Constructive Candor

Don’t Get Caught Flat-Footed after Notice to Proceed: Pitfall #2

Issuing Notice to Proceed is exciting - you finally get to see your long-dreamed project take shape. But the first two weeks after Notice to Proceed can be fraught with project-delaying challenges if they sneak up on you. Last time I talked about the first pitfall that can arise after issuing Notice to Proceed: unanticipated or differing site conditions. In this post I’ll talk about the second: delayed contractor submittals.

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Can Complete Streets and Freight Mobility Coexist? (Part 4): Engaging Freight Stakeholders with Virtual Tools

Public outreach on your transportation project is only successful if all stakeholders who use the route are given the opportunity to engage. That isn’t always easy, however, because not all stakeholders will be located nearby. For instance, freight traffic may frequently use a corridor but be based many miles away.
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Don’t Get Caught Flat-Footed after Notice to Proceed: Pitfall #1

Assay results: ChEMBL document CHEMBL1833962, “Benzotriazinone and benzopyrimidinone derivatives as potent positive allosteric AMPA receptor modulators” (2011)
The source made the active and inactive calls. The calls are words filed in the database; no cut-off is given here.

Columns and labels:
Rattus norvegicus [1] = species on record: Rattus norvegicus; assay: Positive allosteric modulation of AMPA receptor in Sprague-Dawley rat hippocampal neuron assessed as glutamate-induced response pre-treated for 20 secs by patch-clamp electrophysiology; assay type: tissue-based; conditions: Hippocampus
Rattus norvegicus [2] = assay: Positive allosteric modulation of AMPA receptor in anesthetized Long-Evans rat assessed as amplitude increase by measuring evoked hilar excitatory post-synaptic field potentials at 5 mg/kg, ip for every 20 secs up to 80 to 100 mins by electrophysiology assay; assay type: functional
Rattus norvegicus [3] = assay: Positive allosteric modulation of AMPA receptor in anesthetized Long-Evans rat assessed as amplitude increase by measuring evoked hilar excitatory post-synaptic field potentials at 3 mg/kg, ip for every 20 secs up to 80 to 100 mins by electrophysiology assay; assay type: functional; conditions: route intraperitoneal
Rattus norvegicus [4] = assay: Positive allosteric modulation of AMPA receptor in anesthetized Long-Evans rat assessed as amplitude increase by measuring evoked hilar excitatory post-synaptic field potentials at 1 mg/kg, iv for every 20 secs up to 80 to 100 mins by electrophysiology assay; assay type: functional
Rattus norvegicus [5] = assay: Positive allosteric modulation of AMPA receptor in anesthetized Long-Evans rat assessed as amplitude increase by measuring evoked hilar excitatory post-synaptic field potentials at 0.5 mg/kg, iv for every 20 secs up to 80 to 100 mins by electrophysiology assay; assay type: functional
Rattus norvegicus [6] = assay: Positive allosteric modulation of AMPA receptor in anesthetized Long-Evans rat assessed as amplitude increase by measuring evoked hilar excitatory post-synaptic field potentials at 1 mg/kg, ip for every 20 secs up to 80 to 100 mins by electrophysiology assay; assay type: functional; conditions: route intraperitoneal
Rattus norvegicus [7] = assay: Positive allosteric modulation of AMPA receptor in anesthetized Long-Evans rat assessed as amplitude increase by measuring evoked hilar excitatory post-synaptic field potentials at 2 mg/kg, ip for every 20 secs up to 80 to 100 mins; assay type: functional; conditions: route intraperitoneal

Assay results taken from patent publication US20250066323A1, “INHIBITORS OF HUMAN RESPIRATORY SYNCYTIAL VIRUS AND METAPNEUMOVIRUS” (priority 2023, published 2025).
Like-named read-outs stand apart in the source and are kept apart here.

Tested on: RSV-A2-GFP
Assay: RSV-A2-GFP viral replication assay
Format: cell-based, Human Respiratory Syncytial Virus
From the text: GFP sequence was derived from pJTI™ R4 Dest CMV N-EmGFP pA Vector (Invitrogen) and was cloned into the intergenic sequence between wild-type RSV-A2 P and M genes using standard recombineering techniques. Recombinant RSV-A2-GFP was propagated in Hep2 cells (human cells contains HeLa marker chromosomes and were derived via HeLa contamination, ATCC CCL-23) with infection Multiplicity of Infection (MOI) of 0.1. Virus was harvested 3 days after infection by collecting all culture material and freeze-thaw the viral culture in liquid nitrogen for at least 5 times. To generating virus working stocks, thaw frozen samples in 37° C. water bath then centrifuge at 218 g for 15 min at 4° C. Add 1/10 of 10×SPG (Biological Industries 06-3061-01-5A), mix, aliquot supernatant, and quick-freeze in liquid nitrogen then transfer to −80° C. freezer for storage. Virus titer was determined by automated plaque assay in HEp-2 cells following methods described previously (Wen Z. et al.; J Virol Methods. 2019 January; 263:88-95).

After years of planning, designing, and permitting your project, you’re finally ready to begin construction and issue the Notice to Proceed (NTP). It’s a big moment. Then a week later you’re contacted by your inspector, who tells you the contractor has stopped working and is threatening to submit a Notice of Changed Conditions. You have very little time to get up to speed and decide on a course of action. What will you do?

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Can Complete Streets and Freight Mobility Coexist? (Part 3): Developing Solutions with a Corridor Study

This post continues our series discussing the transformation of Main Street into a Complete Street in communities where Main Street serves as both a multi-modal local route and a state highway with high volumes of freight traffic. Our first post, The Evolution of Main Street, defined the problem and the second, Implementing a Complete Street Policy, looked at the role policy can play. In this post I am going to discuss how we can develop solutions by performing a corridor study.

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